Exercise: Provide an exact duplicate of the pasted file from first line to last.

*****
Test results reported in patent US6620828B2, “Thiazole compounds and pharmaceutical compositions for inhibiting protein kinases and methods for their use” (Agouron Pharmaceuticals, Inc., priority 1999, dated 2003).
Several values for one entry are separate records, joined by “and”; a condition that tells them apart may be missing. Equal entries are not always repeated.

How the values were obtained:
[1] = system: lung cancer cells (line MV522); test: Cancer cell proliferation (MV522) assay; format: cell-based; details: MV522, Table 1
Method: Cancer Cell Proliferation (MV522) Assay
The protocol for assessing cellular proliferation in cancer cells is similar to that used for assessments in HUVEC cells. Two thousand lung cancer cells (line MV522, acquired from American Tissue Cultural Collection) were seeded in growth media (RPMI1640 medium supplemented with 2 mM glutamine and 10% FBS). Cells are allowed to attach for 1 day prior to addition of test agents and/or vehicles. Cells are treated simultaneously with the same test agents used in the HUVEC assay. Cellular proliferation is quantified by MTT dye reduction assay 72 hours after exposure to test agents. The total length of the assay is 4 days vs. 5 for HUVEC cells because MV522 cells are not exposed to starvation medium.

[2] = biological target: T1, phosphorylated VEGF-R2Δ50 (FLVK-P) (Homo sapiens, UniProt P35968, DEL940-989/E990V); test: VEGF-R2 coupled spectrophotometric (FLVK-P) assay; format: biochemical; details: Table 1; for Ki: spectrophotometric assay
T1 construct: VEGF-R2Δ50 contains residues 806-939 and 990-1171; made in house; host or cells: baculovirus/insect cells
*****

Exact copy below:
Test results reported in patent US6620828B2, “Thiazole compounds and pharmaceutical compositions for inhibiting protein kinases and methods for their use” (Agouron Pharmaceuticals, Inc., priority 1999, dated 2003).
Several values for one entry are separate records, joined by “and”; a condition that tells them apart may be missing. Equal entries are not always repeated.

How the values were obtained:
[1] = system: lung cancer cells (line MV522); test: Cancer cell proliferation (MV522) assay; format: cell-based; details: MV522, Table 1
Method: Cancer Cell Proliferation (MV522) Assay
The protocol for assessing cellular proliferation in cancer cells is similar to that used for assessments in HUVEC cells. Two thousand lung cancer cells (line MV522, acquired from American Tissue Cultural Collection) were seeded in growth media (RPMI1640 medium supplemented with 2 mM glutamine and 10% FBS). Cells are allowed to attach for 1 day prior to addition of test agents and/or vehicles. Cells are treated simultaneously with the same test agents used in the HUVEC assay. Cellular proliferation is quantified by MTT dye reduction assay 72 hours after exposure to test agents. The total length of the assay is 4 days vs. 5 for HUVEC cells because MV522 cells are not exposed to starvation medium.

[2] = biological target: T1, phosphorylated VEGF-R2Δ50 (FLVK-P) (Homo sapiens, UniProt P35968, DEL940-989/E990V); test: VEGF-R2 coupled spectrophotometric (FLVK-P) assay; format: biochemical; details: Table 1; for Ki: spectrophotometric assay
T1 construct: VEGF-R2Δ50 contains residues 806-939 and 990-1171; made in house; host or cells: baculovirus/insect cells